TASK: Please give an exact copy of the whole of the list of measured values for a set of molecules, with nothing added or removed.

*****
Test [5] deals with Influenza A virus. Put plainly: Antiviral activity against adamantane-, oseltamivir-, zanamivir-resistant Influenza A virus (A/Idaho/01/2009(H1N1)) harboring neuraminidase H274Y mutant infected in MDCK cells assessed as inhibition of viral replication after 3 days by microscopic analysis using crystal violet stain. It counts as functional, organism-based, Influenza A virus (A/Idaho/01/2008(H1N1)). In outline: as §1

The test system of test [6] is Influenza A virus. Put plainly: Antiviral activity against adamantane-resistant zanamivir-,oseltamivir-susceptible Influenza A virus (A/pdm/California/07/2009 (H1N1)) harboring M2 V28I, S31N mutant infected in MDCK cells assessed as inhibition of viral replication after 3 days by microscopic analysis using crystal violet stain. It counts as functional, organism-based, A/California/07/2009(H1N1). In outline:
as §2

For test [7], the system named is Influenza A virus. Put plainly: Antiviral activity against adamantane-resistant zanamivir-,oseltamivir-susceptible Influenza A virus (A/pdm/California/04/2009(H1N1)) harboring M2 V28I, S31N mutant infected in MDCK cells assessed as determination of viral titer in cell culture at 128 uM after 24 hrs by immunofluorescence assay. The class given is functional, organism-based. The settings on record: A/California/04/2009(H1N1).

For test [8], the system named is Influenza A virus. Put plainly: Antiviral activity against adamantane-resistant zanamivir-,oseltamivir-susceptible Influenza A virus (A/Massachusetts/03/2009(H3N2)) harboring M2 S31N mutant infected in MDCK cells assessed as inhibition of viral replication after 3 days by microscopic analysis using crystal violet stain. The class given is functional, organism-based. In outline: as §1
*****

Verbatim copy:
Test [5] deals with Influenza A virus. Put plainly: Antiviral activity against adamantane-, oseltamivir-, zanamivir-resistant Influenza A virus (A/Idaho/01/2009(H1N1)) harboring neuraminidase H274Y mutant infected in MDCK cells assessed as inhibition of viral replication after 3 days by microscopic analysis using crystal violet stain. It counts as functional, organism-based, Influenza A virus (A/Idaho/01/2008(H1N1)). In outline: as §1

The test system of test [6] is Influenza A virus. Put plainly: Antiviral activity against adamantane-resistant zanamivir-,oseltamivir-susceptible Influenza A virus (A/pdm/California/07/2009 (H1N1)) harboring M2 V28I, S31N mutant infected in MDCK cells assessed as inhibition of viral replication after 3 days by microscopic analysis using crystal violet stain. It counts as functional, organism-based, A/California/07/2009(H1N1). In outline:
as §2

For test [7], the system named is Influenza A virus. Put plainly: Antiviral activity against adamantane-resistant zanamivir-,oseltamivir-susceptible Influenza A virus (A/pdm/California/04/2009(H1N1)) harboring M2 V28I, S31N mutant infected in MDCK cells assessed as determination of viral titer in cell culture at 128 uM after 24 hrs by immunofluorescence assay. The class given is functional, organism-based. The settings on record: A/California/04/2009(H1N1).

For test [8], the system named is Influenza A virus. Put plainly: Antiviral activity against adamantane-resistant zanamivir-,oseltamivir-susceptible Influenza A virus (A/Massachusetts/03/2009(H3N2)) harboring M2 S31N mutant infected in MDCK cells assessed as inhibition of viral replication after 3 days by microscopic analysis using crystal violet stain. The class given is functional, organism-based. In outline: as §1